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Surface Electromyography Device Assists in Rehabilitation of Swallowing Disorders

By Kristine Galek, PhD, CCC-SLP; Ed M. Bice, MEd, CCC-SLP; and Amy Hobbs, PT, GCS, CEEAA

Approximately one in 25 adults will experience some type of swallowing problem. These individuals are at increased risk of dehydration, malnutrition, and pneumonia. In addition, those who suffer from swallowing disorders report a diminished quality of life.1

Swallowing is a complex biomechanical process that is associated with the sequential displacement of the oral pharyngeal structures and bolus transport to the esophagus. Dysphagia is a swallowing disorder that is characterized as a disruption of this biomechanical process. Dysphagia can occur as a result of structural damage, a symptom of a progressive neurological disease, or a traumatic brain injury.2 According to several epidemiologic reports, 38% of older adults living at home, 68% of institutionalized dementia patients, 60% of patients recovering from head and neck cancer surgery, 80% with late-stage Parkinson's disease, and 78% of an estimated 600,000 patients who are impaired by a stroke each year, suffer from some degree of swallowing impairment.3 The consequences of dysphagia can be profound, resulting in compromised nutritional status, dehydration, diminished quality of life, and social isolation. In addition, aspiration and subsequent pneumonia may be a pivotal factor that precipitates poor outcomes in ill or frail individuals.4

Speech language pathologists typically provide a skilled assessment and intervention to patients who present with dysphagia. Appropriate direct and indirect interventions can include behavioral, dietary, medical, and surgical recommendations. Speech pathologists typically target swallowing disorders with behavioral treatment designed to rehabilitate disordered swallow physiology. The behavioral swallow interventions can consist of compensatory strategies, postural changes, resistive tongue and lip exercise, and appropriate swallow maneuvers that involve principles of motor planning, neuroplasticity, and strengthening.5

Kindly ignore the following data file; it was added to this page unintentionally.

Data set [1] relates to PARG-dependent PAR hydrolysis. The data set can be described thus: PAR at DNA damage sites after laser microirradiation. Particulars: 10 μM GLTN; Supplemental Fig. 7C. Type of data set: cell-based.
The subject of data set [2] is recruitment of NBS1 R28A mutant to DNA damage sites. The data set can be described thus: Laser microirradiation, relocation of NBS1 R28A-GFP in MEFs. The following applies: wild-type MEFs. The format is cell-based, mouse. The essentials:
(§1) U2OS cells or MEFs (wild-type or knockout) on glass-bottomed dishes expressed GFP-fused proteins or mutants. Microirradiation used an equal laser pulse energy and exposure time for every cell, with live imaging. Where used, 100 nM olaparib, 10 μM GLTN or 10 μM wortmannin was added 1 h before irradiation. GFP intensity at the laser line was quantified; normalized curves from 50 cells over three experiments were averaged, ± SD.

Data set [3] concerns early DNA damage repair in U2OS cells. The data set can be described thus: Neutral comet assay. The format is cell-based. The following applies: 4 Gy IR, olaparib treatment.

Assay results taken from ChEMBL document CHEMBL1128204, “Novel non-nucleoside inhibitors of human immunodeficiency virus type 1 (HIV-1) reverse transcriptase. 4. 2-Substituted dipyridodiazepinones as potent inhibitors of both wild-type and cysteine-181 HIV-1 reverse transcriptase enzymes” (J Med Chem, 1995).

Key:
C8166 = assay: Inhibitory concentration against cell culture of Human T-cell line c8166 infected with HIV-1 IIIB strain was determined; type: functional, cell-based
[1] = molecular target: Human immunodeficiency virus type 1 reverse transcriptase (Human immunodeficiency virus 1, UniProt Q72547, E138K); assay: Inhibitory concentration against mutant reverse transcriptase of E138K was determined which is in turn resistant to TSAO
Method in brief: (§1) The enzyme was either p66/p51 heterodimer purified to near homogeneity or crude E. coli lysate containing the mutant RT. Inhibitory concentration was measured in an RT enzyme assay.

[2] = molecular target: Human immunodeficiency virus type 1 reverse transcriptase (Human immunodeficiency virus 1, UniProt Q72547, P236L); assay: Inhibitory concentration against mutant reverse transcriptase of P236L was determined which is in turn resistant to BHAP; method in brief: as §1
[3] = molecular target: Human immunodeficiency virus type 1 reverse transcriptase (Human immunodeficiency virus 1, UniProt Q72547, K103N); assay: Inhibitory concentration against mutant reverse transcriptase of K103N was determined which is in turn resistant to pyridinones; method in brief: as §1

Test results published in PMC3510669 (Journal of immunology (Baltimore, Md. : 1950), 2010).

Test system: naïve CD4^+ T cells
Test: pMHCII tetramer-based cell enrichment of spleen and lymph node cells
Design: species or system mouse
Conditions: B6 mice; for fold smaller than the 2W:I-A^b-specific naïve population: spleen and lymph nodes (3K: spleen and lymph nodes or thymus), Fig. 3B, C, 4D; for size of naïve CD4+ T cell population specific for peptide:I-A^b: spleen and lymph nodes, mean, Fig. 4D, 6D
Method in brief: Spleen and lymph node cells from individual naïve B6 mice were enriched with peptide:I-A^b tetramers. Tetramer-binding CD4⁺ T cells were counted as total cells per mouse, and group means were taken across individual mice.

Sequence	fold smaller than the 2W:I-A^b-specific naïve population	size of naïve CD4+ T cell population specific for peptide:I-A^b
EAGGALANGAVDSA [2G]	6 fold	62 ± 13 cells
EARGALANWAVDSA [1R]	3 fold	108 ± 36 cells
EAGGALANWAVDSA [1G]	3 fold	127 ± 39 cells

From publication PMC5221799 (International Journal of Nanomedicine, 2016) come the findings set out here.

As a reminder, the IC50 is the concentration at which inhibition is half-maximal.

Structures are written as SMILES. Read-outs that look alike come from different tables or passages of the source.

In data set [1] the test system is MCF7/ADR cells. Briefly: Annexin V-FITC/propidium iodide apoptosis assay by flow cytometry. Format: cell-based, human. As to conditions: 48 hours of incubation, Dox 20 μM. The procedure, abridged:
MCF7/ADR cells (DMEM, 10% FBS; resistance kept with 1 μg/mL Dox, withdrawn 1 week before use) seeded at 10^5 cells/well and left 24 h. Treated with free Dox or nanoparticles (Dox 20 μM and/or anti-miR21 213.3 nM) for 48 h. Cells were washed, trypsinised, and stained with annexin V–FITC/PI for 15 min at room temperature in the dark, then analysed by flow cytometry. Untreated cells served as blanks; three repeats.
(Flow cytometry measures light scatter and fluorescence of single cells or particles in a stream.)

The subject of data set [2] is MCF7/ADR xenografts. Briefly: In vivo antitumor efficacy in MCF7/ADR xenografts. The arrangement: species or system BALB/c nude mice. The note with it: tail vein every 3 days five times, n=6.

Dysphagia Treatment
Direct treatment interventions target improved oral range of motion, strength, and coordination. Additionally, the implementation of progressive resistive exercise, motor planning, neuroplasticity principles, and skill-based learning techniques improves swallow efficiency, voluntary control of swallow timing and coordination, endurance, and oral-pharyngeal sensory input.6 These techniques often require patients to learn and practice movements that are novel, and it can be difficult for a patient and therapist to determine appropriate production. Adjunctive surface electromyography has been shown to facilitate faster learning and skill acquisition.

In addition to adequate strength and range of motion, effective swallowing requires neuromuscular coordination, precise timing, and proper planning and precision of motor movements. An important element for motor learning is feedback concerning task performance. During execution of motor tasks, visual feedback and proprioceptive awareness are coupled with kinesthetic feedback and transmitted to the central nervous system. If the projected plan and actual performance differ, a correction process influences the subsequent trial. Improved performance is influenced by feedback.7 Because swallowing produces no clear visually observable movement patterns, information provided by augmented feedback provides a necessary component for improving swallowing performance.8

Adjunctive surface electromyography (sEMG) is a noninvasive visual and auditory biofeedback tool that measures electrical muscle activity through the use of self-adhesive hydrogel electrodes. The electrodes are applied to the skin over the appropriate muscles. The muscle activity is captured by the electrodes and transmitted to a computer. The computer processes the transmitted information into visualizations of muscle activity that can be used by the clinician and patient to assist in modifying the swallow behavior.

Crary et al reported that inexperienced clinicians demonstrate acceptable accuracy and reliability in the identification of swallows from sEMG traces.9 Reliability was acceptable because normal swallowing presents a robust and distinct sEMG signal that is easily distinguished from background activity. In addition, the study indicated that both sensitivity and specificity improved with use (0.87 and 0.97 for experienced raters vs 0.79 and 0.9 for naïve raters).

Studies suggest that with appropriate intensive short-term treatment (9 to 15 days) augmented by sEMG, patients are often able to return to functional oral intake.

Synchrony is an adjunctive sEMG tool designed and developed by Accelerated Care Plus. Synchrony sEMG is designed to be used by swallowing professionals for the treatment of dysphagia. Unlike any other dysphagia rehabilitation solutions available, this program introduces virtual reality augmented sEMG biofeedback to the practice of speech and language pathology.